The National Institute of Arthritis and Musculoskeletal and Skin Diseases (NIAMS) revealed there are approximately 5 million adults in the United States who have fibromyalgia. Fibromyalgia, also referred to as fibromyalgia syndrome (FMS), is a long-term condition which causes musculoskeletal pain. It is often also accompanied by moodiness, sleep problems, fatigue, and memory issues.
It can be difficult to figure out if you have fibromyalgia on your own. This is why a lot of people don’t get diagnosed for quite some time.
Causes of Fibromyalgia
There is no single known cause of fibromyalgia. However, experts have traced it back to several possible causes.
- Genetics – If you have a family member who has fibromyalgia, you are more likely to develop it at some point in your life. Although the specific genetic details causing this condition have not been identified yet, experts are confident that genetic mutations play a role in this disorder.
- Trauma – Physical trauma from a car accident and stroke or psychological trauma from anxiety and depression can trigger fibromyalgia. Research has linked post-traumatic stress disorder to the presence of fibromyalgia.
- Chemical Imbalances – Several studies have confirmed individuals with fibromyalgia have abnormal levels of hormones (dopamine, serotonin, and noradrenaline) in their brains. These chemical imbalances lead to fibromyalgia since they have an influence over appetite, mood, behavior, and sleep patterns.
- Infections – Some other illnesses such infections can also trigger the emergence of fibromyalgia.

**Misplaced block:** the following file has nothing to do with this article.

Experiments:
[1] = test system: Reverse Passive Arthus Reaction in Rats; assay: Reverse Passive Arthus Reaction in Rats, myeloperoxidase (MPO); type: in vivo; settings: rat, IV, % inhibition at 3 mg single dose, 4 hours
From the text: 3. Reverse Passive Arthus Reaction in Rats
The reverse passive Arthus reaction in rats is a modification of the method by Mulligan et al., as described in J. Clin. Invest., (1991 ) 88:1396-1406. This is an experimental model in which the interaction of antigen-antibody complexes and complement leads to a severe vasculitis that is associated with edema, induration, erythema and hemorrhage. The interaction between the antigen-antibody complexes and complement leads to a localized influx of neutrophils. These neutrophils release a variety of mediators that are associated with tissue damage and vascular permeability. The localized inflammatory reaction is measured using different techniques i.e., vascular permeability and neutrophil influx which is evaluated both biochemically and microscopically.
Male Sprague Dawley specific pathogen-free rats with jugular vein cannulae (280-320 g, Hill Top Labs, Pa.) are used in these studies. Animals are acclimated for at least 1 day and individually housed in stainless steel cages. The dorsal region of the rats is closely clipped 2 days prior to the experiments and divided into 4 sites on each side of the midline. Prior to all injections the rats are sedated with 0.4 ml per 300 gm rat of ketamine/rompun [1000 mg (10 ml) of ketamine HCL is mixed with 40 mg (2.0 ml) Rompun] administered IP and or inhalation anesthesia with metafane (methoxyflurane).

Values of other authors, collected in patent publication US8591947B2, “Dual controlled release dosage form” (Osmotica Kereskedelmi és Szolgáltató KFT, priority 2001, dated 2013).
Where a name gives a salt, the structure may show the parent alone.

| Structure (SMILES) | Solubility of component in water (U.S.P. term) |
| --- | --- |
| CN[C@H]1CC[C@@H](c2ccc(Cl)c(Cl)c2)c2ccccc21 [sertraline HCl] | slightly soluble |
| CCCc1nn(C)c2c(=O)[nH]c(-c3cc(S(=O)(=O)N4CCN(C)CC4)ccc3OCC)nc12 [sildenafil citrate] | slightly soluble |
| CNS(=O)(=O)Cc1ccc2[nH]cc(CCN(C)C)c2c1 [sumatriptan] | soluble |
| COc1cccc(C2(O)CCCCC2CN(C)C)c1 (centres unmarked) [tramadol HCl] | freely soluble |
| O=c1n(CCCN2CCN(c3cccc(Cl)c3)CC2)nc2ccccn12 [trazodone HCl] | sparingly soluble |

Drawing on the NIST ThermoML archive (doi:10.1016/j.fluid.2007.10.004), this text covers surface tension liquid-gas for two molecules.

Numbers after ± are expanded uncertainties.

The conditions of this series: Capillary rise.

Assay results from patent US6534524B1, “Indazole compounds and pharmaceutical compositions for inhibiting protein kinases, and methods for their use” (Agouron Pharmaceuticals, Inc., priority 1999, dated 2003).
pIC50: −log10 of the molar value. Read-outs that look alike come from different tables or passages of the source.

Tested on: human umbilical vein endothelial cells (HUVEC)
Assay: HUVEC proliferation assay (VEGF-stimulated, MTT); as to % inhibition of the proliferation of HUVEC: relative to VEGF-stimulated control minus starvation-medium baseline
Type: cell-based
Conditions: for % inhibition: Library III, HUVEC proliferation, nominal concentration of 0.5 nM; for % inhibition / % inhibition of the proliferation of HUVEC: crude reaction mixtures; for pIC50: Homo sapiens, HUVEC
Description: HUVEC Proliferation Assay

- Associated Conditions – Rheumatic conditions have been linked to the development of fibromyalgia. Some examples include temporomandibular disorder (TMD), rheumatoid arthritis, lupus, osteoarthritis, and ankylosing spondylitis.
Risk Factors Of Fibromyalgia
Aside from the causes stated above, you should also take into account several risk factors that increase the chances of you developing fibromyalgia. The risk factors include:
- Gender – Women are more likely to develop fibromyalgia than men.
- Family History – Make sure to check the medical history of your family. If you have one or more close blood relatives who have had fibromyalgia, there is a more substantial possibility of you developing the condition, as well.
- Physical Fitness – This condition is more common in individuals who are not physically active. The best way to avoid or treat fibromyalgia is to exercise regularly and live an active lifestyle.
- Mental Fitness – Aside from your physical fitness, mental fitness also plays a role in the development of fibromyalgia. Those who are experiencing anxiety, depression, or any other mood disorders are more likely to have the condition.
While there is no cure for fibromyalgia, there are several treatment options you can use to manage your symptoms. At Balcones Pain Consultants, we help patients deal with all types of pain, including fibromyalgia pain, through state-of-the-art and advanced medical treatments and technologies. If you would like to speak with one of our trained and expert physicians about your pain, call (512) 834-4141 to make an appointment today. You can also request an appointment online. We look forward to serving you!